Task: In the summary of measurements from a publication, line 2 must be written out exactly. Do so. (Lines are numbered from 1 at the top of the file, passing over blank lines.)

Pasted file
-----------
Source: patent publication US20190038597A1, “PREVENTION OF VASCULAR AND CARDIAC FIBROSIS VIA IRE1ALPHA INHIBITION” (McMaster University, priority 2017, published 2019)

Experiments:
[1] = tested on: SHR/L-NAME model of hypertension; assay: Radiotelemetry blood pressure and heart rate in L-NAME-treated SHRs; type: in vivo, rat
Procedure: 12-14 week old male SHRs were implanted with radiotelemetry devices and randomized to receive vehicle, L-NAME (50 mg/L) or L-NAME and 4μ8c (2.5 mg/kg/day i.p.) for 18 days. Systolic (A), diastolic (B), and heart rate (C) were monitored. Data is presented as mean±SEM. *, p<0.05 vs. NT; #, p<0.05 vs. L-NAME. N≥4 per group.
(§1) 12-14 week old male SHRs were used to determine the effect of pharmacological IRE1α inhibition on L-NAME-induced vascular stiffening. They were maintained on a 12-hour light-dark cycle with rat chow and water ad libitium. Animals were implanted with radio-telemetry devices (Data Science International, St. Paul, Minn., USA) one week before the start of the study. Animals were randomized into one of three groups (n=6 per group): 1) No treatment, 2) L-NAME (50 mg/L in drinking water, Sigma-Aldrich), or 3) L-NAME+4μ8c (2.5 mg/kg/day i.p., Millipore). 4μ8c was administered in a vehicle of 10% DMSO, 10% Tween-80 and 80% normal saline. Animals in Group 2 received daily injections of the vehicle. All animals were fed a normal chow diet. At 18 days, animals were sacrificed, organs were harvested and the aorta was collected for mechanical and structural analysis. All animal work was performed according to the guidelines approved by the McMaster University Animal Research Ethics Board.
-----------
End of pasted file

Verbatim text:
Experiments: